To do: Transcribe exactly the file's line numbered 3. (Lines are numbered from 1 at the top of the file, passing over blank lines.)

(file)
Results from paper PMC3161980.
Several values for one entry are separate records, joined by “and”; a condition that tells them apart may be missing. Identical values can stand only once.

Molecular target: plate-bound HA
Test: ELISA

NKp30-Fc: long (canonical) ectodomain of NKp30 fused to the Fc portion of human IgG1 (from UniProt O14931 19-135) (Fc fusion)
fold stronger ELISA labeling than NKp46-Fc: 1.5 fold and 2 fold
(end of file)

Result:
Molecular target: plate-bound HA